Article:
Rural crime rise prompts 'medieval' defences

JCB digging a trench and earth bank at a farm
Image caption Farmers are digging trenches and earth banks to prevent thieves driving 4x4s onto farms

The cost of rural crime has risen to £44.5m as organised criminal gangs target farm machinery.

Farmers are resorting to "medieval" fortifications such as earthworks to protect their property, according to NFU Mutual, which produced the figures.

Police said that the global demand for agricultural equipment was attracting organised crime to the countryside.

Thefts of quad bikes, agricultural vehicles and 4x4s have driven the 13.4% increase in crime over the last year.

NFU Mutual, which provides insurance to farmers, said in its annual rural crime report that the cost to farmers is at its highest point since 2013.

Determined thieves

While rural crime has fallen in Scotland and the north west of England, there have been sharp rises of more than 30% in the Midlands, Wales and the south east of England.

Tim Price, NFU Mutual's rural affairs specialist, said this year's spike in crime was driven by a "new breed" of determined thieves, using technology and brute force to steal from farms and prompting farmers to bolster their defences.

He said: "This year we're seeing people bring in things like earth banks - the medieval fortifications last used a thousand years ago."

Farmers are combining these ancient deterrents with modern technology, such as CCTV, floodlighting and motion sensors.

Image caption James Gregory, a farmer in Gloucestershire, is installing more than a mile of earth banks

Gloucestershire Police have begun helping local landowners to dig trenches and earth banks to stop thieves from driving 4x4s onto farmland.

One farm has an earth wall 3ft tall followed by a 2ft-deep ditch, with barriers extending for more than a mile.

Another farmer, James Gregory from Cheltenham in Gloucestershire, said he was installing an earth bank in order to deter joyriders and opportunistic thieves.

He said: "It's early days but it's like putting a padlock on a shed: if you were really determined you could still probably break in, but if it just deters a casual person then you're saving a lot of hassle."

Others are creating a single point of entry, reinforced gates, barricaded strong rooms for high-value goods and tall fences to deter thieves.

New tactics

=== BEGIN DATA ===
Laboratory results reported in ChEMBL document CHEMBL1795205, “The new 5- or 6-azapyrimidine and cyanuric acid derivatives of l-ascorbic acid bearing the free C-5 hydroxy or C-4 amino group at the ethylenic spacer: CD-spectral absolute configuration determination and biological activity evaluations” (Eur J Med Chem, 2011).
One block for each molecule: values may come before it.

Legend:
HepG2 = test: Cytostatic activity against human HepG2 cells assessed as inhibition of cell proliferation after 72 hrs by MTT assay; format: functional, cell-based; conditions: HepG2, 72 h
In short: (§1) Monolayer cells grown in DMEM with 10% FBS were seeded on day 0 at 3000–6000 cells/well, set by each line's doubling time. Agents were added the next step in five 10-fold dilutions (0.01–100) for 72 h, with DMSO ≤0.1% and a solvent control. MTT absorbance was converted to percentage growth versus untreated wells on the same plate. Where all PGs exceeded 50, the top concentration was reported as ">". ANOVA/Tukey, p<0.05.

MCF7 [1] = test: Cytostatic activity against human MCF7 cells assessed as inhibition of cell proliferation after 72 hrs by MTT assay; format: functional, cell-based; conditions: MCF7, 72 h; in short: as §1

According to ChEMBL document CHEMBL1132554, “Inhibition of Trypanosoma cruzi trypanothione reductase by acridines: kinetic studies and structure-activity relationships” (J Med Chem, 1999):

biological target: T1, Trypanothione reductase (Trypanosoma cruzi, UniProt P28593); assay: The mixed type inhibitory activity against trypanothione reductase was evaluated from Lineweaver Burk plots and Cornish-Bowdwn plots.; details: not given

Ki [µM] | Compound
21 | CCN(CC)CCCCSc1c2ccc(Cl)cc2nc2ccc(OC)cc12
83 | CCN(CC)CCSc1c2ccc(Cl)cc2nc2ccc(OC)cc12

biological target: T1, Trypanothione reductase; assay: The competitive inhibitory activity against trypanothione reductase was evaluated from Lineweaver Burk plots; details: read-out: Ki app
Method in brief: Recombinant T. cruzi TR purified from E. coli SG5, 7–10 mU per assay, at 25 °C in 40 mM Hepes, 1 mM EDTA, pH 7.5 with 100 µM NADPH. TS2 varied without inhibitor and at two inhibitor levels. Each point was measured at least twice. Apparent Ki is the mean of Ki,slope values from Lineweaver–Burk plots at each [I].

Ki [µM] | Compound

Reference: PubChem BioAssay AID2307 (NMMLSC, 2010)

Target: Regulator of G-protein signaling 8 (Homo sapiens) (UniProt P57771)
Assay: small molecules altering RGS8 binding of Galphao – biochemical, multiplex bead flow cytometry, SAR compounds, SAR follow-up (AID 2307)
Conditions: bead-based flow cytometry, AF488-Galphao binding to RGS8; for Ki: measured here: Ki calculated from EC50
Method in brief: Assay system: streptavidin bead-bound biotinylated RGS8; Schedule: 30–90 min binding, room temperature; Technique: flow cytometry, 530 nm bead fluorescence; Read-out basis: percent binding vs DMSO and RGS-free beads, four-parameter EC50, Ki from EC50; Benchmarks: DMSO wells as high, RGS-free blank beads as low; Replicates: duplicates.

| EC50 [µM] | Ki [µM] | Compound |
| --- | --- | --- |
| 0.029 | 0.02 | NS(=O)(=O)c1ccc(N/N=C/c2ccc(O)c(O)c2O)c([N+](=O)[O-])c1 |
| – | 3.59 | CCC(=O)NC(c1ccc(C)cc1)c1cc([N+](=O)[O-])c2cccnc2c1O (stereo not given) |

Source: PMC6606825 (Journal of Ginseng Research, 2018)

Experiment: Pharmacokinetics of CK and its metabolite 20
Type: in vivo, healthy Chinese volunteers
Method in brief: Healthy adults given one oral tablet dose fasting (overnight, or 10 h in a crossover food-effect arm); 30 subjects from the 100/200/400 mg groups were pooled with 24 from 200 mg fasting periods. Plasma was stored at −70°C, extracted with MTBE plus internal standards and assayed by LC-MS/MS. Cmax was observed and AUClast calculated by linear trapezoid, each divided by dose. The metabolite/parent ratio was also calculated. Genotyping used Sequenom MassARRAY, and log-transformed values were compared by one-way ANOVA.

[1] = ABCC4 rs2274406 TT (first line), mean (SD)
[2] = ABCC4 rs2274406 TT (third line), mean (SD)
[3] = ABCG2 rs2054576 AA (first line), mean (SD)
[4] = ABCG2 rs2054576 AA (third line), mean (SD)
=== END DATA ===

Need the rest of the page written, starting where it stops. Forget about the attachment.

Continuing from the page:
Stolen farm machinery is also being used to commit further crimes, NFU Mutual said, with farm loaders used to smash into village shops and steal from cash machines.

And farmers are suffering long-term anxiety from the fear that they are being watched by criminals who are waiting for an opportunity, the report said.

David Airey, a farmer in Sutton-in-Craven in North Yorkshire, said crime rates were the worst he had seen in 52 years of farming.

He has lost almost £20,000 in three quad bikes, trailers, metal, a tonne of sugar beet, drills, chainsaws, milk kits and nearly 100 ewes in repeated thefts.

"It's relentless," he said. "It's scary, you wake up every morning, expecting to go outside and find something disappeared."

Mr Price at NFU Mutual said there had been some successful police initiatives, such as the Scottish Partnership Against Rural Crime. But he called for more collaboration between police forces, to prevent crime being displaced across county borders.

The lead officer for rural affairs at the National Police Chiefs' Council, Deputy Chief Constable Craig Naylor, said police have created the first UK-wide strategy to tackle rising rural crime, with a focus on organised gangs.

He said: "Crime in rural communities can have devastating consequences on residents and businesses alike."

The strategy paper says the rise in crime has been caused by the "collapse" of close-knit rural communities and the growth of modern transport links that allow thieves to export stolen machinery in a matter of hours.

Det Con Chris Piggott, from the National Vehicle Crime Intelligence Service, said: "Organised crime has realised that there's big revenue to be made exporting this stuff across the world."

Police were constantly developing new methods to counter rural crime, he said, but thieves often adapted their approach in response.

He added: "They'll learn how to evade our tactics. What we need to do is to keep developing."

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